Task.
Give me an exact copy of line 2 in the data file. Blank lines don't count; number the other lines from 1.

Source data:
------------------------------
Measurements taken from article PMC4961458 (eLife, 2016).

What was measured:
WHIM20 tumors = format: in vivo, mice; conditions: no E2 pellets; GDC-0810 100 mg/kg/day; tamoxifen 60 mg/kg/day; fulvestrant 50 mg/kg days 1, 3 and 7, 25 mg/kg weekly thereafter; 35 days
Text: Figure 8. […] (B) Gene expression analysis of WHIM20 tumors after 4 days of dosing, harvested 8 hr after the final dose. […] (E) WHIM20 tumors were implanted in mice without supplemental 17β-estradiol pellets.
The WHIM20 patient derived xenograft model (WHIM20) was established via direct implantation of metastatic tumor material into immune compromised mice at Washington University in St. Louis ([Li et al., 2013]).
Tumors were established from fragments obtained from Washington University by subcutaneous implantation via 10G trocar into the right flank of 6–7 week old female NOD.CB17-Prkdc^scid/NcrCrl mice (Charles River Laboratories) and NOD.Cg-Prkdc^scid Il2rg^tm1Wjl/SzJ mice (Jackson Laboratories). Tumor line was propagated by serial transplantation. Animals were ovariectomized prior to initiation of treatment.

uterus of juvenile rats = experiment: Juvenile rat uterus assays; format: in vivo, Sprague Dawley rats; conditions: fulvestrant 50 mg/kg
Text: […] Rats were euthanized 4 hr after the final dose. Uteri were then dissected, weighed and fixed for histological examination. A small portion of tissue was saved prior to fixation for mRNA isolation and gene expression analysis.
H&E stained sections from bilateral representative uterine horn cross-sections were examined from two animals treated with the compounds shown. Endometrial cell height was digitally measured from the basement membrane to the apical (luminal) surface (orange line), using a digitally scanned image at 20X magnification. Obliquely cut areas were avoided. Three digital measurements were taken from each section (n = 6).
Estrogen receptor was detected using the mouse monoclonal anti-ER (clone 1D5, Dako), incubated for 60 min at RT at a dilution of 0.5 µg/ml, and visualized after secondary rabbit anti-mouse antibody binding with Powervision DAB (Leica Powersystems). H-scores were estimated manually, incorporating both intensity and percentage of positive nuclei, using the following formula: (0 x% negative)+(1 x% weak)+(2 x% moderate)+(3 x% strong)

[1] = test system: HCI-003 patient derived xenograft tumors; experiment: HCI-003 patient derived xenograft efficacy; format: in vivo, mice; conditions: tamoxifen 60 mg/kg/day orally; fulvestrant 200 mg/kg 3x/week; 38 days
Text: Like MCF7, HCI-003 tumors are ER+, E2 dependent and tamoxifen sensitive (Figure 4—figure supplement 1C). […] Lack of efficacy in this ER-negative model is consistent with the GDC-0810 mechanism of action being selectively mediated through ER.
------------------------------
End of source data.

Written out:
What was measured: